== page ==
If there was any question before, this week showed that Portland hasn't been successful thanks to the efforts of any individual player. Behemoths like Sinclair and Heath are part of the story, obviously, and Long and Nadim have both been on fire in recent weeks. But from game to game, the part of hero has been played by a rotating cast; recall that earlier in the season, a lot of the scoring was coming from Lindsey Horan and Dagny Brynjarsdottir. "We have a lot of big characters on the team," said Brynjarsdottir Sunday night. "A lot of players who can score big goals."

It's not just offensive heroics, either. The gritty backbone of the team, especially during the pre-Olympics stretch, has been defenders Emily Menges and Katherine Reynolds. Menges, the only Thorn to play every minute this season, was deservingly honored by the Riveters last night for her tactful, tenacious leadership on the back line. Reynolds has the heart of a lion and the stopping power of a brick wall. Both have matched up against the best in the league—on some occasions, the best in the world—and come out on top.

Finally, coach Mark Parsons deserves a lot of credit for Portland's success this season. The Thorns have always had talent. This season has been special, and not just because they had more talent than usual. Parsons has a well-documented knack for bringing out the best in his players, whether you look at Crystal Dunn's monster 2015 season with the Washington Spirit, or breakout performances from the likes of Meg Morris, Hayley Raso, or even Heath—who's tallied a league-leading nine assists this season, triple her total for the previous three combined.

3. The Thorns are having more fun than they've ever had.

Wednesday night, after their dominant takedown of the Houston Dash, Heath walked into the post-game press conference, looked around at the room of stone-faced reporters, and said, "Aren't you guys excited about the game?"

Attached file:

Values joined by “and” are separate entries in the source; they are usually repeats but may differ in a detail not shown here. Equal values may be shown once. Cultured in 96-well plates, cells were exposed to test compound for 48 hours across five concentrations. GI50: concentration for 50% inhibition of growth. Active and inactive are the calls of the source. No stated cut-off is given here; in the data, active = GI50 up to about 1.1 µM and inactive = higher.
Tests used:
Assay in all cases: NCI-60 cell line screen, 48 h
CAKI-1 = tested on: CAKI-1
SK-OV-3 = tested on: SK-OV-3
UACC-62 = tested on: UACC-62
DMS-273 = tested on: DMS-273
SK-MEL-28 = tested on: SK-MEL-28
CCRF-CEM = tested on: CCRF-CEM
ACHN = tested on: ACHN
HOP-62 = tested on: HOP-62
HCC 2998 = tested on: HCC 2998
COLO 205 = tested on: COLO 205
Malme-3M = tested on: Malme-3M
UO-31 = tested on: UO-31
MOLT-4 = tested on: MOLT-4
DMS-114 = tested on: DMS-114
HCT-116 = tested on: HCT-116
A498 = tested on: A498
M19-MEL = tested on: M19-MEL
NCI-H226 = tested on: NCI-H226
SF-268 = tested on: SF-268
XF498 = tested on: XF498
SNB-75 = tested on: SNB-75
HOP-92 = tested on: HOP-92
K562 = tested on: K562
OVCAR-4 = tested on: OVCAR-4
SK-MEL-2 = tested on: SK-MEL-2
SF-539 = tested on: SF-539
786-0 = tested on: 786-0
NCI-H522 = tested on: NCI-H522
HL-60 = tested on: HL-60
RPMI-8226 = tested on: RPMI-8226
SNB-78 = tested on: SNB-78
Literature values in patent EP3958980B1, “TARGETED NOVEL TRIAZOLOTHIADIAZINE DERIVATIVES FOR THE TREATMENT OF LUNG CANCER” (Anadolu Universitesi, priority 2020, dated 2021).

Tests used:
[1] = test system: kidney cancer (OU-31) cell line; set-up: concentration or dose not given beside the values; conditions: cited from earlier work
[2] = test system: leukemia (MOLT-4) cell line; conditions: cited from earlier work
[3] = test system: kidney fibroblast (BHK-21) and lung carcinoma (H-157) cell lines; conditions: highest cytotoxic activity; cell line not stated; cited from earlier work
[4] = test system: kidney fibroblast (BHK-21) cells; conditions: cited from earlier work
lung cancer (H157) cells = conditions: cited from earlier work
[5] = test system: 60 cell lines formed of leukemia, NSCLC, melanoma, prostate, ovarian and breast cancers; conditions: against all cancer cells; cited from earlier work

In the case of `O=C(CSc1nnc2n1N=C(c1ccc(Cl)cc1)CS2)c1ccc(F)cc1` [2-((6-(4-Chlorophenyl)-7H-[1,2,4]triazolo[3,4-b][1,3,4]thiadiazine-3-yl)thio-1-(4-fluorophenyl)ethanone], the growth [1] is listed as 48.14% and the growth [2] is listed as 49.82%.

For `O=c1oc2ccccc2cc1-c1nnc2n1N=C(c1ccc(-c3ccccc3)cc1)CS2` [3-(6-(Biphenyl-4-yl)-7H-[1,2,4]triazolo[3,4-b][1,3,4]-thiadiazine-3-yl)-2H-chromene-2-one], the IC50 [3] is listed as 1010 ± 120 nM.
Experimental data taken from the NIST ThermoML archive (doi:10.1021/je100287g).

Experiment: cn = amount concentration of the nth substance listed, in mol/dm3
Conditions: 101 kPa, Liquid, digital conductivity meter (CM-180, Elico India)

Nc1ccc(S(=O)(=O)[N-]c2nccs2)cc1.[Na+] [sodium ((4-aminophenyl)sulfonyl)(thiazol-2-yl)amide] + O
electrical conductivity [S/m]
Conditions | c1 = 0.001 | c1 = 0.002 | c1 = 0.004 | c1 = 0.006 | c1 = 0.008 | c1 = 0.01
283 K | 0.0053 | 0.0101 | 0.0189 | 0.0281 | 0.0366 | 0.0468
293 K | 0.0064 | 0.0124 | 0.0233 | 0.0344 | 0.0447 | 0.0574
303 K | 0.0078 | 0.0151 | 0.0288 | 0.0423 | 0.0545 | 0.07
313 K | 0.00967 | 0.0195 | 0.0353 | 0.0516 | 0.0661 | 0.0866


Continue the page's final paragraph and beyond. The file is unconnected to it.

It was a small moment, but emblematic of what a wild, fun ride this season has been. Along those lines, let's talk about a truly choice Tobin Heath moment from that game: after receiving the ball from Long and backing into the corner, she stood in front of Dash defender Poliana for a good five seconds—an eternity, in soccer—as if to decide what mean trick to use, before casually passing it away. Putting yourself in Poliana’s shoes, this has to be the worst feeling. The player you're facing down has been beating you all night. Everybody's on the edge of their seats. And then, insult of insults, she does what no one expects and decides she doesn’t even need to beat you. It was impossible not to laugh.

That moment, too, was emblematic: the Thorns have been dominant, but often in ways that surprised and delighted. The magic of their pre-Olympic home win against Seattle, which pitted a depleted Thorns side against a basically full-strength Reign, was undeniable. They dug themselves out of multi-goal holes on the road more than once. And the vibe at Providence Park, which, thanks to a sell-out crowd of 21,144, was officially deafening on Sunday, has been electric.

If you've missed out, you have one more chance to see what all the fuss is about: thanks to this week's wins, Portland gets to host a home playoff match before the final in Houston on October 9—an accomplishment Heath, grinning hugely, said, "I've wanted this since coming into this league." The date is still TBD, but tickets go on sale this Thursday, September 15 at 10 a.m.

The Thorns play Sky Blue FC in Orlando on Sunday, Sept. 25.